Ethanol volatility bill represents false choice, API official says

The US Congress should substantially reform the federal Renewable Fuel Standard and not waste time on a bill introduced in February by senators from several farm states to expand volatility waivers for fuels with higher ethanol blends, an American Petroleum Institute official contended.

“There’s no question this bill presents a choice, but we believe it’s a false choice,” API Downstream Group Director Frank J. Macchiarola said the day before the Senate Environment and Public Works Committee’s scheduled hearing on S. 517, which Sen. Deb Fischer (R-Neb.) and 13 Republican and Democrat cosponsors introduced on Feb. 2.

“The Fischer amendment would reverse policies supported by decades of information and independent research,” Macchiarola said. “[Gasoline with a 15% ethanol blend] simply is not ready for prime time. There are too many potential problems with it.”

The bill would extend Reid Vapor Pressure waivers for gasoline with a more than 10% ethanol blend into summer months. Macchiarola said the measure is more than a foot-in-the-door for promoting wider E15 use. “It provides a waiver for a fuel that we believe is not ready for the marketplace. That alone should give members pause. This legislation doesn’t exist in a vacuum,” he said.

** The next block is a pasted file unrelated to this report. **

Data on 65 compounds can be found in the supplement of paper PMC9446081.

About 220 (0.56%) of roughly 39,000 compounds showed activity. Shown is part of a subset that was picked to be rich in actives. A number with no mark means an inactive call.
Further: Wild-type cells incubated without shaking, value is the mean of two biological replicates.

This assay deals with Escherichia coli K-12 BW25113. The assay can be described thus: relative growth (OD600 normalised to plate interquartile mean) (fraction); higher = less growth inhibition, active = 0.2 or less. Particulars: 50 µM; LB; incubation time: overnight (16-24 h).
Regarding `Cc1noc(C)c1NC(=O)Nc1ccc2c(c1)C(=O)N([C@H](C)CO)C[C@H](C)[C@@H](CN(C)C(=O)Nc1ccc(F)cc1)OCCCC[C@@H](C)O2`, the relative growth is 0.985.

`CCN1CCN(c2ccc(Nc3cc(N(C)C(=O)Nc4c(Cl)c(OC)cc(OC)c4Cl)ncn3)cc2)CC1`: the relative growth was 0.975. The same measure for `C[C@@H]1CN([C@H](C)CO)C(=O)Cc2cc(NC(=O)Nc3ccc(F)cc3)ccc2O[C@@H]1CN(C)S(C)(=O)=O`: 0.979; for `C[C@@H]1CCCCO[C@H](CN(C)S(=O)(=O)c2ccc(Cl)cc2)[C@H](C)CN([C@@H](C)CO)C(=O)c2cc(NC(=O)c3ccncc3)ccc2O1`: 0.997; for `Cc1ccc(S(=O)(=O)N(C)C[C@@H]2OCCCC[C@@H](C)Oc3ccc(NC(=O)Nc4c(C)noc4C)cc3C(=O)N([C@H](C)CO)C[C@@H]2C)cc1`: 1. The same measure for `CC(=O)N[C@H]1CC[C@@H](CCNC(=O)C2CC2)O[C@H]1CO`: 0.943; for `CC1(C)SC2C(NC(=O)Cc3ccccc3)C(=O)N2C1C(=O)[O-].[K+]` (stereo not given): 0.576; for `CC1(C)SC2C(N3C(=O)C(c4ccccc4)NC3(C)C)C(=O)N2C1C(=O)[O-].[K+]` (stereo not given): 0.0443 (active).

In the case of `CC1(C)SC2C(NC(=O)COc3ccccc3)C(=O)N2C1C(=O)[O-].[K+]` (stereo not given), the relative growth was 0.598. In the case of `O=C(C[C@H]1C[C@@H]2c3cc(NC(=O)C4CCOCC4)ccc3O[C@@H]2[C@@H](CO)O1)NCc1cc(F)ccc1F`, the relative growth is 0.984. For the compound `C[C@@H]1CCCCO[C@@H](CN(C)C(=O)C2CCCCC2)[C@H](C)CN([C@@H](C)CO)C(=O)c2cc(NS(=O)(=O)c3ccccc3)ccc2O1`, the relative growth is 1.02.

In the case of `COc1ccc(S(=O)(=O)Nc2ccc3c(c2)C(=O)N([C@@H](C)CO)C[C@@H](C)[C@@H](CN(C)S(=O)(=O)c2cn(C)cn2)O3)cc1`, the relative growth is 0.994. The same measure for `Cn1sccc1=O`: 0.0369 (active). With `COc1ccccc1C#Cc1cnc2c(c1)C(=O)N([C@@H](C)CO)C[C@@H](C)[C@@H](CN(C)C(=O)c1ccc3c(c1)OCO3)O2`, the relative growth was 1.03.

Fischer and the other sponsors said when she introduced the bill that it would increase E15 and other higher ethanol gasoline blends’ market penetration by allowing retailers to sell then year-round, increasing regulatory certainty and eliminating confusion at the pump.

Macchiarola conceded that some retailers might favor the bill. “But it’s not just an infrastructure question, but one of compatibility,” he said. “Independent research by both the auto and the oil and gas industry indicates this fuel is not warranted. Drivers have made it very clear that they’re not interested in having more ethanol in their gasoline.”

RFS reform bills received bipartisan support in the 114th Congress, and the API official said that this could grow in the 115th. “There are a wide variety of views on this issue, but we’re approaching a consensus that something needs to be done on this issue. It’s basically a situation of great uncertainty after 2022 that’s bringing people to the table to make meaningful reforms to the RFS,” he said.

Contact Nick Snow at nicks@pennwell.com.

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